Abstract: Many markets feature sequentially mixed search (SMS), which has directed search in the first stage followed by noisy matching with multiple offers in the second stage. I construct a simple model of SMS, establish existence of a unique equilibrium, analyze how the two stages of SMS interact to affect quantities and price dispersion, and conduct comparative statics with respect to the meeting efficiency and the economic condition. By extending the model to endogenize search effort, I show that the equilibrium is not constrained socially efficient. Policies are introduced to restore efficiency and to manage aggregate demand and supply.
    Date: 2019
  16. By: Eric Kamwa (LC2S - Laboratoire caribéen de sciences sociales - CNRS - Centre National de la Recherche Scientifique - UA - Université des Antilles); Issofa Moyouwou (MASS - Université de Yaoundé I [Yaoundé], Université de Yaoundé I [Yaoundé])
    Abstract: A voting rule is said to be vulnerable to the truncation paradox if some voter may favor the election of a more preferable outcome by listing only part of his sincere ranking on the competing candidates than listing his entire preference ranking on all the competing candidates (Brams, 1982, Fishburn and Brams, 1983). For three-candidate elections and for large electorates, this paper provides under the Impartial Anonymous Culture assumption (IAC), an evaluation of the likelihood of the truncation paradox the whole family of the scoring rules and runoff scoring rules.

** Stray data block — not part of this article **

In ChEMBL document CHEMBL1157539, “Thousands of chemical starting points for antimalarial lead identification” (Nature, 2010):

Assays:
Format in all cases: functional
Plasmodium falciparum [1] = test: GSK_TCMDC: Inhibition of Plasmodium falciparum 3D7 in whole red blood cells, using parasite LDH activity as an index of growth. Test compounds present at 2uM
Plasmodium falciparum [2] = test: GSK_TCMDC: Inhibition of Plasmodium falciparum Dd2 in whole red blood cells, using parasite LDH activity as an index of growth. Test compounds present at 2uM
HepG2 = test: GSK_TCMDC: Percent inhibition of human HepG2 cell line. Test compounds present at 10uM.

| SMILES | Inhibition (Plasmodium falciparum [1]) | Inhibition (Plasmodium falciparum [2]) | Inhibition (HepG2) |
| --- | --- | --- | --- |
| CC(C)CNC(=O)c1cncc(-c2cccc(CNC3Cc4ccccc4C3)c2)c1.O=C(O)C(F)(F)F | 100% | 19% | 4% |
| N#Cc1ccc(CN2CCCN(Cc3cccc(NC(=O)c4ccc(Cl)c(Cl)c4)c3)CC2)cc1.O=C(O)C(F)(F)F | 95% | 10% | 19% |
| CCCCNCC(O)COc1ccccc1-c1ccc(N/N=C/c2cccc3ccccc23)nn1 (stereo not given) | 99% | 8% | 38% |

Date: 2020
  17. By: Atayev, Atabek; Janssen, Maarten
    Abstract: Consumers can acquire information through their own search efforts or through their social network. Information diffusion via word-of-mouth communication leads to some consumers free-riding on their "friends" and less information acquisition via active search. Free-riding also has an important positive effect, however, in that consumers that do not actively search themselves are more likely to be able to compare prices before purchase, imposing competitive pressure on firms. We show how market prices depend on the characteristics of the network and on search cost. For example, if the search cost becomes small, price dispersion disappears, while the price level converges to the monopoly level, implying that expected prices are decreasing for small enough search cost. More connected societies have lower market prices, while price dispersion remains even in fully connected societies.
    Keywords: consumer search; Social Networks; Word-of-Mouth Communication
    JEL: D43 D83 D85
    Date: 2019–10